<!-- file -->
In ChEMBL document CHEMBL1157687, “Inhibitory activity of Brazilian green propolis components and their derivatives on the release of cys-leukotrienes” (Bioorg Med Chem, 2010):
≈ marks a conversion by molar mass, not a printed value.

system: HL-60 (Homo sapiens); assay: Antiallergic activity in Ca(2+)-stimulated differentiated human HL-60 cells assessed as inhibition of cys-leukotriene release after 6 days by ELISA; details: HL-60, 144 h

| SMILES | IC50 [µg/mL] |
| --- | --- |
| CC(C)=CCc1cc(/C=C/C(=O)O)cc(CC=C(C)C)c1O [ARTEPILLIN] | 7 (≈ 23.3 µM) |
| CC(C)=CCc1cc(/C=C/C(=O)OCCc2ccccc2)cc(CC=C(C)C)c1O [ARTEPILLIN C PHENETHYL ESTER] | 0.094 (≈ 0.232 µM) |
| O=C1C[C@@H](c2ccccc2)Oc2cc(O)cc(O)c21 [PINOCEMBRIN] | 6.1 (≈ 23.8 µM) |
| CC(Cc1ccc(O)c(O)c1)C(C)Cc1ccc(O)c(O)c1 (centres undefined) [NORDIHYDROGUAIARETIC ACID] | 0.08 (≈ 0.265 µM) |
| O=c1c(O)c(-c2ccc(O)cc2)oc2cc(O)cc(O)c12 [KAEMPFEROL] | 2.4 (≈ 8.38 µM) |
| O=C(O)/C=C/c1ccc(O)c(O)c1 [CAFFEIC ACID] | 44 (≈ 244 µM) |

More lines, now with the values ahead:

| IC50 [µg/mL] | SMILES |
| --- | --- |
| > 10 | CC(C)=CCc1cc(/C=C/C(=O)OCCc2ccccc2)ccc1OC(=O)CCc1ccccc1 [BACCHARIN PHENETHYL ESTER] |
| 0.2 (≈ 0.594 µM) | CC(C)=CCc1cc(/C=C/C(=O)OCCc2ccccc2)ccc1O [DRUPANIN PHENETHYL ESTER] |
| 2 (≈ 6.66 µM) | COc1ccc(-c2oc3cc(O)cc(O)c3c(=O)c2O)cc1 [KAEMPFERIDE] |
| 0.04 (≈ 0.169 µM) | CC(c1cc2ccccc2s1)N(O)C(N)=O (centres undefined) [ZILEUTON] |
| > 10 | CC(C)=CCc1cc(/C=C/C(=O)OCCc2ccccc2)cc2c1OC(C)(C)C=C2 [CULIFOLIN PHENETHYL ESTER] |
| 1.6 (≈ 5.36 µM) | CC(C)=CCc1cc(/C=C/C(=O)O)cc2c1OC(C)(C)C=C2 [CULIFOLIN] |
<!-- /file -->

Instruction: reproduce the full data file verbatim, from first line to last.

In ChEMBL document CHEMBL1157687, “Inhibitory activity of Brazilian green propolis components and their derivatives on the release of cys-leukotrienes” (Bioorg Med Chem, 2010):
≈ marks a conversion by molar mass, not a printed value.

system: HL-60 (Homo sapiens); assay: Antiallergic activity in Ca(2+)-stimulated differentiated human HL-60 cells assessed as inhibition of cys-leukotriene release after 6 days by ELISA; details: HL-60, 144 h

| SMILES | IC50 [µg/mL] |
| --- | --- |
| CC(C)=CCc1cc(/C=C/C(=O)O)cc(CC=C(C)C)c1O [ARTEPILLIN] | 7 (≈ 23.3 µM) |
| CC(C)=CCc1cc(/C=C/C(=O)OCCc2ccccc2)cc(CC=C(C)C)c1O [ARTEPILLIN C PHENETHYL ESTER] | 0.094 (≈ 0.232 µM) |
| O=C1C[C@@H](c2ccccc2)Oc2cc(O)cc(O)c21 [PINOCEMBRIN] | 6.1 (≈ 23.8 µM) |
| CC(Cc1ccc(O)c(O)c1)C(C)Cc1ccc(O)c(O)c1 (centres undefined) [NORDIHYDROGUAIARETIC ACID] | 0.08 (≈ 0.265 µM) |
| O=c1c(O)c(-c2ccc(O)cc2)oc2cc(O)cc(O)c12 [KAEMPFEROL] | 2.4 (≈ 8.38 µM) |
| O=C(O)/C=C/c1ccc(O)c(O)c1 [CAFFEIC ACID] | 44 (≈ 244 µM) |

More lines, now with the values ahead:

| IC50 [µg/mL] | SMILES |
| --- | --- |
| > 10 | CC(C)=CCc1cc(/C=C/C(=O)OCCc2ccccc2)ccc1OC(=O)CCc1ccccc1 [BACCHARIN PHENETHYL ESTER] |
| 0.2 (≈ 0.594 µM) | CC(C)=CCc1cc(/C=C/C(=O)OCCc2ccccc2)ccc1O [DRUPANIN PHENETHYL ESTER] |
| 2 (≈ 6.66 µM) | COc1ccc(-c2oc3cc(O)cc(O)c3c(=O)c2O)cc1 [KAEMPFERIDE] |
| 0.04 (≈ 0.169 µM) | CC(c1cc2ccccc2s1)N(O)C(N)=O (centres undefined) [ZILEUTON] |
| > 10 | CC(C)=CCc1cc(/C=C/C(=O)OCCc2ccccc2)cc2c1OC(C)(C)C=C2 [CULIFOLIN PHENETHYL ESTER] |
| 1.6 (≈ 5.36 µM) | CC(C)=CCc1cc(/C=C/C(=O)O)cc2c1OC(C)(C)C=C2 [CULIFOLIN] |